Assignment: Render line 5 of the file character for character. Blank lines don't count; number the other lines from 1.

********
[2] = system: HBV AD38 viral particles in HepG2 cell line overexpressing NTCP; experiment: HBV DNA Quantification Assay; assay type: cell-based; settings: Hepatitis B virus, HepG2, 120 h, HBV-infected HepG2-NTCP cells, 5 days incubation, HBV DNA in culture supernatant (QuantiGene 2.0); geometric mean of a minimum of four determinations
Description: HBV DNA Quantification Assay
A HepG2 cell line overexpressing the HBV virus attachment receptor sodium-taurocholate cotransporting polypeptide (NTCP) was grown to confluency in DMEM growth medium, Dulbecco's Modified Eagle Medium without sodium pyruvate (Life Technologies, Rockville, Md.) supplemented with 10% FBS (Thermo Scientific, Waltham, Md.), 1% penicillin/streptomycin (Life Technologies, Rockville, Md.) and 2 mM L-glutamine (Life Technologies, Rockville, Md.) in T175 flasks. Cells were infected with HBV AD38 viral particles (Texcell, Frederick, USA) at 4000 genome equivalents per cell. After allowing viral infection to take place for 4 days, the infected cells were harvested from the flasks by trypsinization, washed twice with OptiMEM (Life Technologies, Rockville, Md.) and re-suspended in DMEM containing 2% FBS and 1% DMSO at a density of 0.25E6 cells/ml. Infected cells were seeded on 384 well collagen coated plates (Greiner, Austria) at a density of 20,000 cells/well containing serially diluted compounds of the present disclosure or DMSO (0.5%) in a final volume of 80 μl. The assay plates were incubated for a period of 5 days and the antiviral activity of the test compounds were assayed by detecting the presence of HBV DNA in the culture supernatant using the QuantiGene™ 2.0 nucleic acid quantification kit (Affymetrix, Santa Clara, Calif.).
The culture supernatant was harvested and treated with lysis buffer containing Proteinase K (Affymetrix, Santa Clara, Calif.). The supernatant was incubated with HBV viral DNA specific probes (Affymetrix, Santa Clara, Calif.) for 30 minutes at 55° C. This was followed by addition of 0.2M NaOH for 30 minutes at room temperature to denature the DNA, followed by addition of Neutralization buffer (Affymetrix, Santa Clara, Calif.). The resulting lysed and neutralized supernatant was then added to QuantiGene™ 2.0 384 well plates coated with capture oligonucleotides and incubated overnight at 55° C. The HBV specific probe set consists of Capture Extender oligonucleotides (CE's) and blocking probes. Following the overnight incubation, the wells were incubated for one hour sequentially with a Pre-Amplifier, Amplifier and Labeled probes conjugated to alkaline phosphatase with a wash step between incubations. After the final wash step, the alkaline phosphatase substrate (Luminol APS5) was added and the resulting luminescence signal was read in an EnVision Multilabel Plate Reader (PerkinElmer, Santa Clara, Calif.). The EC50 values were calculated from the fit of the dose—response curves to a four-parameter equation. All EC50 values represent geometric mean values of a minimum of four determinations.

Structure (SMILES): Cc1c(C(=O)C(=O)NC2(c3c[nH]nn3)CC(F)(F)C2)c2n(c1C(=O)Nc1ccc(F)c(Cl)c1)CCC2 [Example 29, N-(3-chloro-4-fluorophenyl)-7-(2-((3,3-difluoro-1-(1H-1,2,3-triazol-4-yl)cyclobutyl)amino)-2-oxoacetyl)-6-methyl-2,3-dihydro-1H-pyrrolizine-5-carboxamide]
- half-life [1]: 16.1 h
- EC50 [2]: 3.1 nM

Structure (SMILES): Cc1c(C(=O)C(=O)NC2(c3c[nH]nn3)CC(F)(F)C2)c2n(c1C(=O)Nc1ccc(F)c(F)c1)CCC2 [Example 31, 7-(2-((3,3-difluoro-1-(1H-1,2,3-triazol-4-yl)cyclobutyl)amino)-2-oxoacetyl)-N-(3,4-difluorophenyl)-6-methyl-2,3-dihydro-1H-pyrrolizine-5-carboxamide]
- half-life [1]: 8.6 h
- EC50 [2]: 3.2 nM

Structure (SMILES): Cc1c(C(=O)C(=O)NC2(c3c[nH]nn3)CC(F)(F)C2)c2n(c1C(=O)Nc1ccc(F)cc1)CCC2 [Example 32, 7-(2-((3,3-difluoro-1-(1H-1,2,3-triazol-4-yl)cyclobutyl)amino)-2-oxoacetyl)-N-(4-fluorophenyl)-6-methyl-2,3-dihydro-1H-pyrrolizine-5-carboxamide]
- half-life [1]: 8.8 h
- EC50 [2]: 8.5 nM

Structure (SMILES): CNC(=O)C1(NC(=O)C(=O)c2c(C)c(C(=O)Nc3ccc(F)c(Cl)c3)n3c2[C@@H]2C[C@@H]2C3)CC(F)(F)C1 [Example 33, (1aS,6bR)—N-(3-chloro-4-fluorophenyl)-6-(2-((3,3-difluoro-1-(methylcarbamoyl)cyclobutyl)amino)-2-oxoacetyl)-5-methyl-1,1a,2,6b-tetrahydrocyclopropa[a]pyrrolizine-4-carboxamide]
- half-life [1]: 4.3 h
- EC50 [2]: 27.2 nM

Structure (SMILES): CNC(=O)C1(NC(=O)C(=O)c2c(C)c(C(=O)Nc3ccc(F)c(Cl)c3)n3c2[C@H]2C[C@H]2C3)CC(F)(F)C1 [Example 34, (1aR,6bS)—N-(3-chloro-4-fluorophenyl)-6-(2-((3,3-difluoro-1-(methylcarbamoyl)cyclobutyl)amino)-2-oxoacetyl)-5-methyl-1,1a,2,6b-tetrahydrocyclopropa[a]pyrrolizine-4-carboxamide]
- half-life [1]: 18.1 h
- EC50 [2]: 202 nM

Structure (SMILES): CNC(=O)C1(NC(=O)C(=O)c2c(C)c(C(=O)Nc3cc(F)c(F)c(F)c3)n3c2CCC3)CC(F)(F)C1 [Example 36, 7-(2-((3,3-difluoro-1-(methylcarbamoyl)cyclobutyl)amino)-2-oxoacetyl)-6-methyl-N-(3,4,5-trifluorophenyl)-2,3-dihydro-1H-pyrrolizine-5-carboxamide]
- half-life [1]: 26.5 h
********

Structure (SMILES): Cc1c(C(=O)C(=O)NC2(c3c[nH]nn3)CC(F)(F)C2)c2n(c1C(=O)Nc1ccc(F)c(Cl)c1)CCC2 [Example 29, N-(3-chloro-4-fluorophenyl)-7-(2-((3,3-difluoro-1-(1H-1,2,3-triazol-4-yl)cyclobutyl)amino)-2-oxoacetyl)-6-methyl-2,3-dihydro-1H-pyrrolizine-5-carboxamide]